Listening to others, creating an open communication environment, and being focused on the positive are all points covered in my book Building a Winning Business. Collectively, it’s the idea of getting work done by getting along. It turns out; this opinion is backed by research.
Daniel Goleman and Richard Boyatzis (see earlier post) note a study that states only those executives who get along with others succeed—with other things like talent and motivation being equal.
While getting along with others may not be a new revelation, what is new from Goleman and Boyatzis is the idea of “mirror neutrons.” Mirror neutrons cause us to reproduce the emotion of others within ourselves. Mirror neutrons create “an instant sense of shared experience.” What does this mean as a leader?
Goleman and Boyatzis share (or warn), “Mirror neurons have particular importance in organizations, because leaders’ emotions and action prompt followers to mirror those feelings and deeds. The effects of activity neural circuitry in followers’ brains can be very powerful.”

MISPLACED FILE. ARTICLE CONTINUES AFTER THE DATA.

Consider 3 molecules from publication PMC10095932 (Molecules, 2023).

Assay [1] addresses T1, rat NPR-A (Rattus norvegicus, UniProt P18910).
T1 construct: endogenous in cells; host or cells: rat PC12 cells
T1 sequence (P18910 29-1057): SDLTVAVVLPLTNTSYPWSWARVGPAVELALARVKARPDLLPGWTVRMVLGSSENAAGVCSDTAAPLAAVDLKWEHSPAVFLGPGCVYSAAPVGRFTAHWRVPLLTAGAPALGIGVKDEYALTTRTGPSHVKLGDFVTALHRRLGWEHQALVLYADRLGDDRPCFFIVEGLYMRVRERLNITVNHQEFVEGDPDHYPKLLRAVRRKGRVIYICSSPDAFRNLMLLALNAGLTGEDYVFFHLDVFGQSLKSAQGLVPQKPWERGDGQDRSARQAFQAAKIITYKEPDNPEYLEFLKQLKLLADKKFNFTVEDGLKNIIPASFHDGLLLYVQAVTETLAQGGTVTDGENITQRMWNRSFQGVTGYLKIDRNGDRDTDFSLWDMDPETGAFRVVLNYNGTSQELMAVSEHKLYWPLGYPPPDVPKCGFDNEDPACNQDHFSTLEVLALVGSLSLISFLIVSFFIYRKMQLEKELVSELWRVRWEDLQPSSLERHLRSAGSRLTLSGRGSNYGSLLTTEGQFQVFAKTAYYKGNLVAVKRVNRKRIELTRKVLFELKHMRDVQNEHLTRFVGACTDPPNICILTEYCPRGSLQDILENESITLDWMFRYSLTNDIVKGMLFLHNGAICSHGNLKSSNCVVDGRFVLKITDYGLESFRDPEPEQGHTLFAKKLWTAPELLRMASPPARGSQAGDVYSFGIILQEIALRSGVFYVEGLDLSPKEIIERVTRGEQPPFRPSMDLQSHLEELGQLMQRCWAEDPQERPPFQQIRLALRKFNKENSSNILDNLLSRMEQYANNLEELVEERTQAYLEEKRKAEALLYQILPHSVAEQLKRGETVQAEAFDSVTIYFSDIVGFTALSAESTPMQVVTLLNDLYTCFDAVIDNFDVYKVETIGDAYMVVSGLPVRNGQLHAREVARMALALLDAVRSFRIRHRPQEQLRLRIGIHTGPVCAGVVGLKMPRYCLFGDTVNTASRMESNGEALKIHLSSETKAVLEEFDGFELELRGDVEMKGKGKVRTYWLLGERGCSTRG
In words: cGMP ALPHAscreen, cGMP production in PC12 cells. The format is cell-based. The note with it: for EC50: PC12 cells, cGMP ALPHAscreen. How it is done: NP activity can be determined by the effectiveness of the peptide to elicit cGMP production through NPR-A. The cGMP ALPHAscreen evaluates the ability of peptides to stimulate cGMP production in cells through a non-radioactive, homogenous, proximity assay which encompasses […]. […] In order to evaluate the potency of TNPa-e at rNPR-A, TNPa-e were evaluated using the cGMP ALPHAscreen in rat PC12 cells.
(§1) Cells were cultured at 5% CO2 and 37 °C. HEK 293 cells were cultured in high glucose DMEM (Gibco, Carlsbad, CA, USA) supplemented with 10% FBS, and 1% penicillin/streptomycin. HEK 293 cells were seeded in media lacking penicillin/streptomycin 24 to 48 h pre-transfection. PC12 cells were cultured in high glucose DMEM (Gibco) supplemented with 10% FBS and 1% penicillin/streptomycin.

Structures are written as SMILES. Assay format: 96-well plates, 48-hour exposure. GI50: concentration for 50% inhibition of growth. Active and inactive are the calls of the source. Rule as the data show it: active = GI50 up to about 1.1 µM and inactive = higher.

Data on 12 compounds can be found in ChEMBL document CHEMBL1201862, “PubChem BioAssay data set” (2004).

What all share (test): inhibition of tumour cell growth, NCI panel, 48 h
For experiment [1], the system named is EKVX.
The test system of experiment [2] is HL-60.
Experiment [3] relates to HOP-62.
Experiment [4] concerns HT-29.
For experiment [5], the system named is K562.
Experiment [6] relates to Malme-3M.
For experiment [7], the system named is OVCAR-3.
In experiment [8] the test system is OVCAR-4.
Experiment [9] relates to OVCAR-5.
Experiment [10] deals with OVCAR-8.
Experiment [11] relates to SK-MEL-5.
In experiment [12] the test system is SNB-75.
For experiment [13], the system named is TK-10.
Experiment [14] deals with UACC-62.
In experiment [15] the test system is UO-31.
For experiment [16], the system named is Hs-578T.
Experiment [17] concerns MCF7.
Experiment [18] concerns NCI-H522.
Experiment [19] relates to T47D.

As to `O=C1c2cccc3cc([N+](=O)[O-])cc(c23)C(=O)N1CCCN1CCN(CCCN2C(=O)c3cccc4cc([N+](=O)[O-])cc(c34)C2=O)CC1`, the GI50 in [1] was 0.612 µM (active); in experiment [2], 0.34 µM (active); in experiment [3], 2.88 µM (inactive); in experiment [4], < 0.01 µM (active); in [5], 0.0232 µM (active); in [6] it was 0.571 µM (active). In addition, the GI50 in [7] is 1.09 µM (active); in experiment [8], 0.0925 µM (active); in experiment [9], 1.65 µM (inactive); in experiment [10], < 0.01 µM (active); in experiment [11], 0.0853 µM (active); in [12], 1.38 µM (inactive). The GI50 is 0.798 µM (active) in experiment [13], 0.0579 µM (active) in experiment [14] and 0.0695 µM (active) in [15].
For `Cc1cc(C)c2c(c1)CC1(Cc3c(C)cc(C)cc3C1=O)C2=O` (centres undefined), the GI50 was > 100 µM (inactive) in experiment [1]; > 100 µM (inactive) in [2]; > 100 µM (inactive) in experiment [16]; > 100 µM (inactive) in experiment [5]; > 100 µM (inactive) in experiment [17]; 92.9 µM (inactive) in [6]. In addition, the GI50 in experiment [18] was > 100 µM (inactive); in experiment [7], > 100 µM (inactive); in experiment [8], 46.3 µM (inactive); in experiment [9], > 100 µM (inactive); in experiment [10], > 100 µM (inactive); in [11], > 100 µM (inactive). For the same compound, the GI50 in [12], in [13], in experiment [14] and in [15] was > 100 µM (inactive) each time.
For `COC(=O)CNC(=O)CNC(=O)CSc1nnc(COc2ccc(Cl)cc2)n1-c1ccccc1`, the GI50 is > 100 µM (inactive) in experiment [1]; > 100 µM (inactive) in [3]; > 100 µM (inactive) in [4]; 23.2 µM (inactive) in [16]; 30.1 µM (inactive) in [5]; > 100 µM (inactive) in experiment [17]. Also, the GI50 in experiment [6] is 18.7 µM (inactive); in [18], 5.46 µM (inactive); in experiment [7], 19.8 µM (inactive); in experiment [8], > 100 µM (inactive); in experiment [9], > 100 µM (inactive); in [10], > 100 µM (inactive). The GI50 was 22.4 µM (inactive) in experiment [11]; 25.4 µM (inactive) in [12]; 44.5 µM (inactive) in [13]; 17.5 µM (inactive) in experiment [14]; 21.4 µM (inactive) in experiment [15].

If our emotions and deeds can create mirror responses in others, we need to be purposeful. By purposeful, I don’t mean Pollyanna. When problems occur, they need to be acknowledged and tackled with a positive attitude. Beyond solving the problem at hand, based on the research by Goleman and Boyatzis, there’s a multiplying impact across the firm based on how we handle it and ourselves.